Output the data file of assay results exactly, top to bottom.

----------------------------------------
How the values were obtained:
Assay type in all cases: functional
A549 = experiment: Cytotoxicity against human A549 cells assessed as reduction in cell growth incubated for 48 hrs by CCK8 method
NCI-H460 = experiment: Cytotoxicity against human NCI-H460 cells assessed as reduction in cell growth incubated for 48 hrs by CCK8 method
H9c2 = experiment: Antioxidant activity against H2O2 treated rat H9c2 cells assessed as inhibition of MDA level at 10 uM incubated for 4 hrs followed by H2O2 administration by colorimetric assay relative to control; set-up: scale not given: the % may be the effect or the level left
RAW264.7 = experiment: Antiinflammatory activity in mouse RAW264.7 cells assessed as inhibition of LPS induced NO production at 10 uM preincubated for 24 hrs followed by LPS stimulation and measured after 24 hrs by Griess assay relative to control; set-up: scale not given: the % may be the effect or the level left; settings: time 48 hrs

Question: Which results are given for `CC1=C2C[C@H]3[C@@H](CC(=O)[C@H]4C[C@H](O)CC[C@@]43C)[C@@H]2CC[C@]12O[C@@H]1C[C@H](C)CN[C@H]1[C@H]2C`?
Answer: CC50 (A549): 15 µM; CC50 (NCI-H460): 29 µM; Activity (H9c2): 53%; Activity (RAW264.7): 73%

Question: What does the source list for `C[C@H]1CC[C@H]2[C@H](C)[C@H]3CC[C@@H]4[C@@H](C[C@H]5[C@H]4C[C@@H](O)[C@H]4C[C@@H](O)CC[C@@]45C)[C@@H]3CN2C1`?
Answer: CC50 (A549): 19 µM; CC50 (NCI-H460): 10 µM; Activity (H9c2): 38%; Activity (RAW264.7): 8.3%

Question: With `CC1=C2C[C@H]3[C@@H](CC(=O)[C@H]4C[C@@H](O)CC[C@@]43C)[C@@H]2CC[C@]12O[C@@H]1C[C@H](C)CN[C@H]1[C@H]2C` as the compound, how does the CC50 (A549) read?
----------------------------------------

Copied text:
How the values were obtained:
Assay type in all cases: functional
A549 = experiment: Cytotoxicity against human A549 cells assessed as reduction in cell growth incubated for 48 hrs by CCK8 method
NCI-H460 = experiment: Cytotoxicity against human NCI-H460 cells assessed as reduction in cell growth incubated for 48 hrs by CCK8 method
H9c2 = experiment: Antioxidant activity against H2O2 treated rat H9c2 cells assessed as inhibition of MDA level at 10 uM incubated for 4 hrs followed by H2O2 administration by colorimetric assay relative to control; set-up: scale not given: the % may be the effect or the level left
RAW264.7 = experiment: Antiinflammatory activity in mouse RAW264.7 cells assessed as inhibition of LPS induced NO production at 10 uM preincubated for 24 hrs followed by LPS stimulation and measured after 24 hrs by Griess assay relative to control; set-up: scale not given: the % may be the effect or the level left; settings: time 48 hrs

Question: Which results are given for `CC1=C2C[C@H]3[C@@H](CC(=O)[C@H]4C[C@H](O)CC[C@@]43C)[C@@H]2CC[C@]12O[C@@H]1C[C@H](C)CN[C@H]1[C@H]2C`?
Answer: CC50 (A549): 15 µM; CC50 (NCI-H460): 29 µM; Activity (H9c2): 53%; Activity (RAW264.7): 73%

Question: What does the source list for `C[C@H]1CC[C@H]2[C@H](C)[C@H]3CC[C@@H]4[C@@H](C[C@H]5[C@H]4C[C@@H](O)[C@H]4C[C@@H](O)CC[C@@]45C)[C@@H]3CN2C1`?
Answer: CC50 (A549): 19 µM; CC50 (NCI-H460): 10 µM; Activity (H9c2): 38%; Activity (RAW264.7): 8.3%

Question: With `CC1=C2C[C@H]3[C@@H](CC(=O)[C@H]4C[C@@H](O)CC[C@@]43C)[C@@H]2CC[C@]12O[C@@H]1C[C@H](C)CN[C@H]1[C@H]2C` as the compound, how does the CC50 (A549) read?